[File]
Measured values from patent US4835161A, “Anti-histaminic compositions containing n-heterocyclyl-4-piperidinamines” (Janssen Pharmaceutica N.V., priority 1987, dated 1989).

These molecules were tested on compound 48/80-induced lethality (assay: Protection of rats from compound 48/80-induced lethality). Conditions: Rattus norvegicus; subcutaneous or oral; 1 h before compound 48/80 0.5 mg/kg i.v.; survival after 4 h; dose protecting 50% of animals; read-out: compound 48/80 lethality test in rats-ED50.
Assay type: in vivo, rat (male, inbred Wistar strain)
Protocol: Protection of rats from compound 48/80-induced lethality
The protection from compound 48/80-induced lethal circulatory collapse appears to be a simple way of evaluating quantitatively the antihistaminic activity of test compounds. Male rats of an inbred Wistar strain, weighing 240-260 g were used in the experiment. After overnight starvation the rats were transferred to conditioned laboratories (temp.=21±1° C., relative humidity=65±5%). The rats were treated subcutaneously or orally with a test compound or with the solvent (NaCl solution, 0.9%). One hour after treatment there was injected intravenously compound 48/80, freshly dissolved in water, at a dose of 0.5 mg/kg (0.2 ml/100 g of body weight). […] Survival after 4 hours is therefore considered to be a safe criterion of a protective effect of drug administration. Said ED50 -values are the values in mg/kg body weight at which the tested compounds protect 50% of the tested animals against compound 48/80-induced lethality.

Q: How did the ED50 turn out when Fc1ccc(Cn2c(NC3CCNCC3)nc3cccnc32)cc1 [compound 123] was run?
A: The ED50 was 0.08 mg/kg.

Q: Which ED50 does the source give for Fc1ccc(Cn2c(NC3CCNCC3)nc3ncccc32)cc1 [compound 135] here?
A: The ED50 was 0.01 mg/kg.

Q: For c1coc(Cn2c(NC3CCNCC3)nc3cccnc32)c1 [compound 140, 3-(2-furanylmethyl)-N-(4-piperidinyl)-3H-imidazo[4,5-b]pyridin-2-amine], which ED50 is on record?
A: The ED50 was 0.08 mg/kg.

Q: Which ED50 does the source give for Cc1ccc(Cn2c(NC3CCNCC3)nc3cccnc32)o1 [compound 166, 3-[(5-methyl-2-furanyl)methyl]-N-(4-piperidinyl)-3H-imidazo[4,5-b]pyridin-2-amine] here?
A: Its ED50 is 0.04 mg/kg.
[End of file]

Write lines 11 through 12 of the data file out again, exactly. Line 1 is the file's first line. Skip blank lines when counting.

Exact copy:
A: The ED50 was 0.08 mg/kg.

Q: Which ED50 does the source give for Cc1ccc(Cn2c(NC3CCNCC3)nc3cccnc32)o1 [compound 166, 3-[(5-methyl-2-furanyl)methyl]-N-(4-piperidinyl)-3H-imidazo[4,5-b]pyridin-2-amine] here?